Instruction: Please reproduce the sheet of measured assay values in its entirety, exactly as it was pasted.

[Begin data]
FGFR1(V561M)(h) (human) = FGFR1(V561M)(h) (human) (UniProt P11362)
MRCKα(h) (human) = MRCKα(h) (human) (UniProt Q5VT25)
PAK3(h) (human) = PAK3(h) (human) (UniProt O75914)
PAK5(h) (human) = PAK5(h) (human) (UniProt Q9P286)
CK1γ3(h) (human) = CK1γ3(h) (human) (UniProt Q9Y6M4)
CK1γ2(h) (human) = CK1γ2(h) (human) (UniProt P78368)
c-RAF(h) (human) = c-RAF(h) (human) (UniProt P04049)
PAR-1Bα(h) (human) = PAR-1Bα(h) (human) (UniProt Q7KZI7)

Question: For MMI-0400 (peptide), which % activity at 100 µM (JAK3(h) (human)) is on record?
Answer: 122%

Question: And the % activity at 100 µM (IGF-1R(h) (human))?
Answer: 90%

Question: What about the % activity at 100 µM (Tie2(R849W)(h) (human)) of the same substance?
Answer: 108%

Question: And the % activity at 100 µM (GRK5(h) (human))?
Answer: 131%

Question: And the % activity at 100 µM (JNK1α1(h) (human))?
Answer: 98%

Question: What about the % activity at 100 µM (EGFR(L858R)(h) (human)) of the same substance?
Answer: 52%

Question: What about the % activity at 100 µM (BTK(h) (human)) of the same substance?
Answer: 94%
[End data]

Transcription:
FGFR1(V561M)(h) (human) = FGFR1(V561M)(h) (human) (UniProt P11362)
MRCKα(h) (human) = MRCKα(h) (human) (UniProt Q5VT25)
PAK3(h) (human) = PAK3(h) (human) (UniProt O75914)
PAK5(h) (human) = PAK5(h) (human) (UniProt Q9P286)
CK1γ3(h) (human) = CK1γ3(h) (human) (UniProt Q9Y6M4)
CK1γ2(h) (human) = CK1γ2(h) (human) (UniProt P78368)
c-RAF(h) (human) = c-RAF(h) (human) (UniProt P04049)
PAR-1Bα(h) (human) = PAR-1Bα(h) (human) (UniProt Q7KZI7)

Question: For MMI-0400 (peptide), which % activity at 100 µM (JAK3(h) (human)) is on record?
Answer: 122%

Question: And the % activity at 100 µM (IGF-1R(h) (human))?
Answer: 90%

Question: What about the % activity at 100 µM (Tie2(R849W)(h) (human)) of the same substance?
Answer: 108%

Question: And the % activity at 100 µM (GRK5(h) (human))?
Answer: 131%

Question: And the % activity at 100 µM (JNK1α1(h) (human))?
Answer: 98%

Question: What about the % activity at 100 µM (EGFR(L858R)(h) (human)) of the same substance?
Answer: 52%

Question: What about the % activity at 100 µM (BTK(h) (human)) of the same substance?
Answer: 94%